Definition of Going Green

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"Going green" is a general term that gets tossed around easily, but have you ever stopped to really think about the "go green" meaning? The phrase incorporates lots of different actions and decisions you make, all with the goal of becoming more environmentally friendly to conserve natural resources and protect the environment. Going green comes into play in many areas around the home, leaving you with plenty of opportunities to help.


Definition of Going Green
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Energy Efficiency Green Sustainability Practices

Look around your home. Most families have gadgets and appliances in every room that consume energy. A big part of the "go green" definition is to reduce your energy consumption by making your home more energy efficient.


One way to increase energy efficiency is to simply reduce how much you use items that require gas or electricity. This can be as simple as shutting off lights when you're not in the room or spending more time outdoors instead of inside using electronics. Adjusting your thermostat by a few degrees can also help. Even strategic use of the dishwasher and washing machine cuts down on energy use.

If you have some money to invest in the process, consider swapping older appliances with newer Energy Star options that are more energy efficient. Adding insulation and sealing any cracks and gaps can improve the energy efficiency of your home.


Reducing Waste and Recycling

Producing less waste in your home keeps that trash out of landfills, which helps with green sustainability practices. Choosing reusable items instead of disposable items like water bottles, silverware and dishes can drastically reduce the amount of trash you produce. Look at the packaging for things you buy to minimize the amount of package waste it produces. You can also help by holding on to things such as clothes, furniture and electronics for longer instead of replacing them with newer items and tossing out the old items.

Recycling is an earth-friendly way to deal with as much of the trash you generate as possible. Besides the typical plastic, glass, metal and paper recycling you do, look into recycling programs for things like old electronics. Some of your waste can go into a compost bin, which allows it to turn into nutrient-dense, organic material you can use in your garden.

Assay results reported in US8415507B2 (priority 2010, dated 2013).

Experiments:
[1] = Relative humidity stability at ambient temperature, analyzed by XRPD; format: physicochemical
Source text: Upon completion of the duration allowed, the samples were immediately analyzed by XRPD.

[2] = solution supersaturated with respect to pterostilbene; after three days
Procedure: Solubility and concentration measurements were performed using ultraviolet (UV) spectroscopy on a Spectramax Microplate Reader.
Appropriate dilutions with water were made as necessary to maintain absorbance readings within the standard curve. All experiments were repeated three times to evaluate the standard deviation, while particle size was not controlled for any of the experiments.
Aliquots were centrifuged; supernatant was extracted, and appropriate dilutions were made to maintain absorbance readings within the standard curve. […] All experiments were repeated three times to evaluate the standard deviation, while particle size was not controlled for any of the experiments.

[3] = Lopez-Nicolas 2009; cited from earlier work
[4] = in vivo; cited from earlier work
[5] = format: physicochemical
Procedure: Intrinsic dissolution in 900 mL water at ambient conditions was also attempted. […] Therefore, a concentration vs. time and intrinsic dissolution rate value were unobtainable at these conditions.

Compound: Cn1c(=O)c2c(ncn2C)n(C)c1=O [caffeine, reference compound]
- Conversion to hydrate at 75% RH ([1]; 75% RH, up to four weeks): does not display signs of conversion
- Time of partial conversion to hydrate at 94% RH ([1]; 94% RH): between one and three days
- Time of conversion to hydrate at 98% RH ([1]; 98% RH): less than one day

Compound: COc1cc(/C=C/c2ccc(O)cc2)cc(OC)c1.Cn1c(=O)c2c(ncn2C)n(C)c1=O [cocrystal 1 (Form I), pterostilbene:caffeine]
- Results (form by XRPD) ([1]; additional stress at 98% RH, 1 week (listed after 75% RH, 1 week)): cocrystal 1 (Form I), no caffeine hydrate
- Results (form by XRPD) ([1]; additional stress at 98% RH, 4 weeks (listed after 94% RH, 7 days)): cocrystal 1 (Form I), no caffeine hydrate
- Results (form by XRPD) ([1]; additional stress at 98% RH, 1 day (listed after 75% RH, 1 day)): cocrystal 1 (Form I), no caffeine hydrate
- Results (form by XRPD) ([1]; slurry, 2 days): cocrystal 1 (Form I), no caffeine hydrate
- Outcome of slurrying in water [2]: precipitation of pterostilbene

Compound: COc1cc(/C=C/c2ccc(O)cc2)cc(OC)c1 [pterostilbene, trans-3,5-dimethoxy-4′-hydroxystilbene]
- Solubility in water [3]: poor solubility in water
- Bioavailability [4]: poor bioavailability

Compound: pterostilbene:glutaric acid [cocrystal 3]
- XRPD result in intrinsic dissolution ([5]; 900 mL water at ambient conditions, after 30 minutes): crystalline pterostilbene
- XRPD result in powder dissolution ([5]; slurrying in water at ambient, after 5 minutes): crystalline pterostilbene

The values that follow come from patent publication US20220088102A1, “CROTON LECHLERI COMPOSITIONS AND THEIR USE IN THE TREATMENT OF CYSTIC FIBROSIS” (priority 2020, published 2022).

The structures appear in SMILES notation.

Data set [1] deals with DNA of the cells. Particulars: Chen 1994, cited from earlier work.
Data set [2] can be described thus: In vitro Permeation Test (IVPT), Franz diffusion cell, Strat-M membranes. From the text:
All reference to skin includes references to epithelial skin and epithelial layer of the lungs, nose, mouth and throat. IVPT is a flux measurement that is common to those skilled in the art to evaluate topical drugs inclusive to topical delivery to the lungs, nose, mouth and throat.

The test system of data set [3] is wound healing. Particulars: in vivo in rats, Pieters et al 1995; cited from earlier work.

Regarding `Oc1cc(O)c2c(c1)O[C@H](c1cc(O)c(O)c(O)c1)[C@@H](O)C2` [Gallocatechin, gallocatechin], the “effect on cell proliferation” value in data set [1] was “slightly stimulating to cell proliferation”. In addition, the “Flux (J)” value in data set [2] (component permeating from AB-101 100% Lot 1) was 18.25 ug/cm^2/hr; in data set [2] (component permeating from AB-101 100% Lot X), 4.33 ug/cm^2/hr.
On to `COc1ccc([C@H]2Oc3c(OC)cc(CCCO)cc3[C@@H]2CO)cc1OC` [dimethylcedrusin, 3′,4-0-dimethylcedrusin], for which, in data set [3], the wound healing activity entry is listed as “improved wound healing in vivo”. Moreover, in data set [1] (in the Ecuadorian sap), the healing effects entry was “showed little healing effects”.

Smart Consumer Choices

Before you buy anything, whether it's your weekly groceries or a new car, consider the impact of your purchase. Many of those items generate more waste, use natural resources and have a large carbon footprint. By making thoughtful purchases, you get only what you need without contributing to environmental problems.

Buying in bulk cuts down on packaging and the number of trips you need to make to the store. Paying a little more up front to buy a higher-quality product can save you money with a product that lasts longer, and it keeps items out of the landfill longer. Another way you can help is by using green products made by companies that use green practices and sustainable materials. Buying local not only supports your local economy, but it also cuts down on wasteful shipping packages and pollution created by the shipping process.


When it comes to groceries, consider the source of foods, chemicals used on it and other factors that impact the environment. Cutting back on meat helps, as does buying humanely raised meat when you do purchase it. Local foods shorten the distance from the source to your table, which cuts down on transportation that can affect the environment. Meal prep services that deliver ingredients to your door may sound appealing, but they aren't very eco friendly.

Green Remodeling Decisions

If you have plans to remodel your home, look for ways to go green, particularly with materials you choose. Sustainable building materials such as bamboo and recycled steel help conserve natural resources. Choose materials with low toxicity such as low-VOC paint and flooring materials to minimize off gassing.


You can also help by making smart design decisions that support an eco-friendly lifestyle. For example, design an addition with good cross breezes to cut down on air conditioning use. Smart window placement to maximize sunlight and heat can also help.

While you're remodeling, consider adding renewable energy sources. Adding solar panels is an option to cut your reliance on fossil fuels. Geothermal heating and cooling is another option.



Shelley Frost combines her love of DIY and writing in her freelance career. She has first-hand experience with tiling, painting, refinishing hardwood floors, installing lighting, roofing and many other home improvement projects. She keeps her DIY skills fresh with regular projects around the house and extensive writing work on the topic.